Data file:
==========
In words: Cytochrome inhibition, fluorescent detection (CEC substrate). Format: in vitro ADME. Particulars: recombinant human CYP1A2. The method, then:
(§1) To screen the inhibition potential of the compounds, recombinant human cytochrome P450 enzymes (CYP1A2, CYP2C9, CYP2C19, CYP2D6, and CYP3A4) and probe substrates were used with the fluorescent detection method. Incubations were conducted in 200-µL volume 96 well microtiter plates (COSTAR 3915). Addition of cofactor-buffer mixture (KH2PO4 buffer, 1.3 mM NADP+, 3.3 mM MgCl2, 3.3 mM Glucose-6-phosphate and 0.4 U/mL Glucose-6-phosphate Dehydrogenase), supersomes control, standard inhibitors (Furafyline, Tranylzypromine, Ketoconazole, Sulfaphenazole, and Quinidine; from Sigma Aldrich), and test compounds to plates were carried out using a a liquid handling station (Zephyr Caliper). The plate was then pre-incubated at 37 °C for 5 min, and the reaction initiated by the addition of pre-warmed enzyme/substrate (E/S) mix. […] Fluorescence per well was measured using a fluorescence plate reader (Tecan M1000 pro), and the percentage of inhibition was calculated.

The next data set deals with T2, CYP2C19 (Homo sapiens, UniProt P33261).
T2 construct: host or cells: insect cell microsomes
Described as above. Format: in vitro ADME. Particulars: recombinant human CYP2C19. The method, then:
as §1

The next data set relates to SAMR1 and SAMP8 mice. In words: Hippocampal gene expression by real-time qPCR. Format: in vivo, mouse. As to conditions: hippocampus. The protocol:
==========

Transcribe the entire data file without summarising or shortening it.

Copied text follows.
In words: Cytochrome inhibition, fluorescent detection (CEC substrate). Format: in vitro ADME. Particulars: recombinant human CYP1A2. The method, then:
(§1) To screen the inhibition potential of the compounds, recombinant human cytochrome P450 enzymes (CYP1A2, CYP2C9, CYP2C19, CYP2D6, and CYP3A4) and probe substrates were used with the fluorescent detection method. Incubations were conducted in 200-µL volume 96 well microtiter plates (COSTAR 3915). Addition of cofactor-buffer mixture (KH2PO4 buffer, 1.3 mM NADP+, 3.3 mM MgCl2, 3.3 mM Glucose-6-phosphate and 0.4 U/mL Glucose-6-phosphate Dehydrogenase), supersomes control, standard inhibitors (Furafyline, Tranylzypromine, Ketoconazole, Sulfaphenazole, and Quinidine; from Sigma Aldrich), and test compounds to plates were carried out using a a liquid handling station (Zephyr Caliper). The plate was then pre-incubated at 37 °C for 5 min, and the reaction initiated by the addition of pre-warmed enzyme/substrate (E/S) mix. […] Fluorescence per well was measured using a fluorescence plate reader (Tecan M1000 pro), and the percentage of inhibition was calculated.

The next data set deals with T2, CYP2C19 (Homo sapiens, UniProt P33261).
T2 construct: host or cells: insect cell microsomes
Described as above. Format: in vitro ADME. Particulars: recombinant human CYP2C19. The method, then:
as §1

The next data set relates to SAMR1 and SAMP8 mice. In words: Hippocampal gene expression by real-time qPCR. Format: in vivo, mouse. As to conditions: hippocampus. The protocol: